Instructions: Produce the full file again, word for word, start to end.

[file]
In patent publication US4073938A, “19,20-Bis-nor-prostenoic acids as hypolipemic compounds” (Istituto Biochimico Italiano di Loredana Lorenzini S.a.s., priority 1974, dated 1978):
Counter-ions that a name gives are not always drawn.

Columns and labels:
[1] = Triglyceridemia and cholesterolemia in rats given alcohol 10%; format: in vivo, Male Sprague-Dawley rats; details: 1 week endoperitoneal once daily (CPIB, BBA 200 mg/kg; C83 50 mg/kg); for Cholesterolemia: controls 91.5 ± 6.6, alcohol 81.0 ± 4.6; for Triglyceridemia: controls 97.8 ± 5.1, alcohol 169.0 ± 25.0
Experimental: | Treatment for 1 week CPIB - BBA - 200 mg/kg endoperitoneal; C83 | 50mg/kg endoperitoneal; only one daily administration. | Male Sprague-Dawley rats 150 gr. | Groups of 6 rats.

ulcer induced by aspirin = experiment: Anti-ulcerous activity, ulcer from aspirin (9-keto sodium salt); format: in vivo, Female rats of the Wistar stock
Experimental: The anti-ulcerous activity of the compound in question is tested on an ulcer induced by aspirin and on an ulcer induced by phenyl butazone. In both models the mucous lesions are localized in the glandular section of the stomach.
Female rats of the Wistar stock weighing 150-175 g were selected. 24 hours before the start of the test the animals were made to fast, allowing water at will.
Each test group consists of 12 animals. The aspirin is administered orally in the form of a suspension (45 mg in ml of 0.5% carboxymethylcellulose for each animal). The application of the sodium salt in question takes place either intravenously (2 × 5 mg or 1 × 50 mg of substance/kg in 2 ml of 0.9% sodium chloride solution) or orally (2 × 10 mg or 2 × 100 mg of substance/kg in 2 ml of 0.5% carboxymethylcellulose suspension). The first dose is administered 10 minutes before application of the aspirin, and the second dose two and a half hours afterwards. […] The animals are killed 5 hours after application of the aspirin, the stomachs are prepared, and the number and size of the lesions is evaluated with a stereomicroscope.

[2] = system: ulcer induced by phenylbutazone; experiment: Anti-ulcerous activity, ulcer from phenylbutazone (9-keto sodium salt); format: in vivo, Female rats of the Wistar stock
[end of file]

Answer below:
In patent publication US4073938A, “19,20-Bis-nor-prostenoic acids as hypolipemic compounds” (Istituto Biochimico Italiano di Loredana Lorenzini S.a.s., priority 1974, dated 1978):
Counter-ions that a name gives are not always drawn.

Columns and labels:
[1] = Triglyceridemia and cholesterolemia in rats given alcohol 10%; format: in vivo, Male Sprague-Dawley rats; details: 1 week endoperitoneal once daily (CPIB, BBA 200 mg/kg; C83 50 mg/kg); for Cholesterolemia: controls 91.5 ± 6.6, alcohol 81.0 ± 4.6; for Triglyceridemia: controls 97.8 ± 5.1, alcohol 169.0 ± 25.0
Experimental: | Treatment for 1 week CPIB - BBA - 200 mg/kg endoperitoneal; C83 | 50mg/kg endoperitoneal; only one daily administration. | Male Sprague-Dawley rats 150 gr. | Groups of 6 rats.

ulcer induced by aspirin = experiment: Anti-ulcerous activity, ulcer from aspirin (9-keto sodium salt); format: in vivo, Female rats of the Wistar stock
Experimental: The anti-ulcerous activity of the compound in question is tested on an ulcer induced by aspirin and on an ulcer induced by phenyl butazone. In both models the mucous lesions are localized in the glandular section of the stomach.
Female rats of the Wistar stock weighing 150-175 g were selected. 24 hours before the start of the test the animals were made to fast, allowing water at will.
Each test group consists of 12 animals. The aspirin is administered orally in the form of a suspension (45 mg in ml of 0.5% carboxymethylcellulose for each animal). The application of the sodium salt in question takes place either intravenously (2 × 5 mg or 1 × 50 mg of substance/kg in 2 ml of 0.9% sodium chloride solution) or orally (2 × 10 mg or 2 × 100 mg of substance/kg in 2 ml of 0.5% carboxymethylcellulose suspension). The first dose is administered 10 minutes before application of the aspirin, and the second dose two and a half hours afterwards. […] The animals are killed 5 hours after application of the aspirin, the stomachs are prepared, and the number and size of the lesions is evaluated with a stereomicroscope.

[2] = system: ulcer induced by phenylbutazone; experiment: Anti-ulcerous activity, ulcer from phenylbutazone (9-keto sodium salt); format: in vivo, Female rats of the Wistar stock